“A Woman To Die For,” A Story Worth Reading
Posted by Tommy Garrett on Jan 17, 2010 – 12:20:22 AM
SANTA MONICA —British born author Steve (aka: Ivan) Hayes first arrived in Hollywood in the late 1940s and moved here permanently in 1950. Once an actor, he helped support himself by parking cars at some of Hollywood’s most glamorous and well-known hot spots on the Sunset Strip. He became friends during that time with legends such as, Ava Gardner, Lana Turner, Errol Flynn and Marilyn Monroe to name a few. In 1955 the handsome actor started writing and has now completed not only books, but movies and scripts produced and aired on TV.
I recently had the great opportunity to enjoy his latest fictional work, “A Woman To Die For,” which was published by the esteemed publishing house Bear Manor. The book’s protagonist Mitch Holliday is a down on his luck investigator who after being framed for money laundering is quickly lowered to helping his P.I. partner, Lionel Banks to search for and find a young lady named Lila Hendricks. Mitch soon finds himself lured into even more action and troubles while on the case.
Mitch crosses paths with the rich and famous and the ordinary criminal and is tempted and after years of being in the private investigation business he is not sure where his life and career are going. All the while, Lila Hendricks remains his focus and immediately the story takes a turn once several tragedies culminate into what has become Mitch’s dysfunctional life and career.
Whenever Steve Hayes writes a book, you can expect it to move at a warp pace, but not difficult to keep up with. His stories move more like movies and television shows than the ordinary novel. Though Hayes is far from ordinary and this latest page turner entices the reader to take a chance and within a few dozen pages, you won’t be able to put the book down.
Being a part of the end of the Hollywood golden age himself, this book as well as all of Steve Hayes’s works are peppered with references to the classic noir era of films and unlike many who have to research this era, Hayes lived it, saw it first hand and witnessed some of the very things he writes so eloquently about in this book.
Next week, Canyon News tackles his novel “Viva Gringo!” Though I give this book my approval, it’s surely a very concise story filled to the brim and running over with excitement, splendor and all things Hollywood.
— David DeWitt
You may want to see this new video coming from England.
Director Vincent Sherman
(July 16, 1906 – June 18, 2006)
Vincent Sherman was born Abe Orovitz in Vienna, Georgia in 1906. With the South just four decades removed from the Reconstruction period, it was an incongruous location for the son of a Jewish dry-goods salesman to grow up. Sherman later described the theoretical distance between Vienna, Georgia and Hollywood, California as considerably, more than the actual two thousand miles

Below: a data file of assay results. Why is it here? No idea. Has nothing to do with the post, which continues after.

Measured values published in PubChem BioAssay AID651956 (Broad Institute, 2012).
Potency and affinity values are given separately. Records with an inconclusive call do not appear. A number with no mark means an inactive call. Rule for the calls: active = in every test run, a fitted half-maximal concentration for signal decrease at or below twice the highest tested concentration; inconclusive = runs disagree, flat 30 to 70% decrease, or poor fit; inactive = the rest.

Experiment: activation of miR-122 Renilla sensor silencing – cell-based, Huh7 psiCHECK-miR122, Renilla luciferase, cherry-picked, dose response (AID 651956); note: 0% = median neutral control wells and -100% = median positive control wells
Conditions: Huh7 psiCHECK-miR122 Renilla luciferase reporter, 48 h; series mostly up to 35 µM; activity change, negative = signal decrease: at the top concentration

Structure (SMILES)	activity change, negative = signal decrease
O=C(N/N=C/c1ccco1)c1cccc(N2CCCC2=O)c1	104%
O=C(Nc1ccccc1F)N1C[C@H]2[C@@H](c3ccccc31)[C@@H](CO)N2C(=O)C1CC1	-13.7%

After graduating from Oglethorpe University, Sherman went to New York to sell a play and then hustled to become a stage actor, got married and ended up going to Hollywood in 1933 to try the movies. He made his screen debut in Counselor at Law alongside John Barrymore, but there were no follow-on roles so he returned to stage work, directing and writing as well as acting.
After touring in the stage play “Dead End”, Sherman returned to Hollywood for good in 1937. This time he landed the ubiquitous seven-year contract with Warner Brothers under producer Bryan Foy.
During his long and successful carrier, he directed many of Hollywood’s great stars like, Joan Crawford, Bette Davis, Rita Hayworth, Miriam Hopkins,Ida Lupino, Ann Sheridan, and Humphrey Bogart, Lee J. Cobb, Glenn Ford, Errol Flynn, Paul Newman, and most likely many others.
He was a good friend of actor Errol Flynn, whom he directed in “Adventures of Don Juan” (1949).
Vincent Sherman was married to Hedda for 53 years, who died.1984 and they had one son and one daughter.
Son: Eric Sherman
Daughter: Hedwin Naimark
Girlfriend: Francine York (companion for 9 years, until his death)
Vincent Sherman’s son is documentary film producer Eric Sherman.
Warner told the embryonic director: “I’m giving you this guy Bogart and for God’s sake, see if you can get him to play something besides Duke Mantee!” Bogart then a Warner Brothers contract player in his fourth year at the studio, Humphrey Bogart accepted the hokey part without complaint, and the film became a profitable if improbable success and with it a start to Bogart’s star carrier.
Mistress: Bette Davis (actress, on-set extramarital affair 1943-44)
Mistress: Rita Hayworth (actress, on-set affair, during “Affair in Trinidad” 1952)
Mistress: Joan Crawford (actress, on-set affair during 3 films)